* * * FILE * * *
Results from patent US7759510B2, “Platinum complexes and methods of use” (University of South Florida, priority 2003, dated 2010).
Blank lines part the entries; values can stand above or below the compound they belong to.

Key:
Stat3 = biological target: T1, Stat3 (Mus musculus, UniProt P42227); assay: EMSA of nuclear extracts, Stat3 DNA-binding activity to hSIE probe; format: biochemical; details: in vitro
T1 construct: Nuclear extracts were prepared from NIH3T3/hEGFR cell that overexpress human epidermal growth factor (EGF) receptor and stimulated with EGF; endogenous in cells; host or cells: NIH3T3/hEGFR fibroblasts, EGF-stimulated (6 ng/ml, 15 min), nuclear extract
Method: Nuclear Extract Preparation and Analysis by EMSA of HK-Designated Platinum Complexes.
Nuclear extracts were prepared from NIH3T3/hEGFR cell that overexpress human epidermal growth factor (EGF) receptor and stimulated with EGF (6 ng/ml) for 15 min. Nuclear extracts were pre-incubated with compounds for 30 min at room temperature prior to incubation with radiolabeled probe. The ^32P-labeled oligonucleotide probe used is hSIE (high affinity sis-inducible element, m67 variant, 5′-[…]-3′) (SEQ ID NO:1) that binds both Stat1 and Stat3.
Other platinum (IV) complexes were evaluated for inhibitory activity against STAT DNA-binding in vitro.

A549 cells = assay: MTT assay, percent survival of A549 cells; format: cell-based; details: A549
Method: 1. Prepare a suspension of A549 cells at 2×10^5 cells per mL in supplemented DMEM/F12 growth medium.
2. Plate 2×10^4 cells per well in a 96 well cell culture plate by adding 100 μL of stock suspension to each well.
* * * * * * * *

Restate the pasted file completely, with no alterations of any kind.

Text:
Results from patent US7759510B2, “Platinum complexes and methods of use” (University of South Florida, priority 2003, dated 2010).
Blank lines part the entries; values can stand above or below the compound they belong to.

Key:
Stat3 = biological target: T1, Stat3 (Mus musculus, UniProt P42227); assay: EMSA of nuclear extracts, Stat3 DNA-binding activity to hSIE probe; format: biochemical; details: in vitro
T1 construct: Nuclear extracts were prepared from NIH3T3/hEGFR cell that overexpress human epidermal growth factor (EGF) receptor and stimulated with EGF; endogenous in cells; host or cells: NIH3T3/hEGFR fibroblasts, EGF-stimulated (6 ng/ml, 15 min), nuclear extract
Method: Nuclear Extract Preparation and Analysis by EMSA of HK-Designated Platinum Complexes.
Nuclear extracts were prepared from NIH3T3/hEGFR cell that overexpress human epidermal growth factor (EGF) receptor and stimulated with EGF (6 ng/ml) for 15 min. Nuclear extracts were pre-incubated with compounds for 30 min at room temperature prior to incubation with radiolabeled probe. The ^32P-labeled oligonucleotide probe used is hSIE (high affinity sis-inducible element, m67 variant, 5′-[…]-3′) (SEQ ID NO:1) that binds both Stat1 and Stat3.
Other platinum (IV) complexes were evaluated for inhibitory activity against STAT DNA-binding in vitro.

A549 cells = assay: MTT assay, percent survival of A549 cells; format: cell-based; details: A549
Method: 1. Prepare a suspension of A549 cells at 2×10^5 cells per mL in supplemented DMEM/F12 growth medium.
2. Plate 2×10^4 cells per well in a 96 well cell culture plate by adding 100 μL of stock suspension to each well.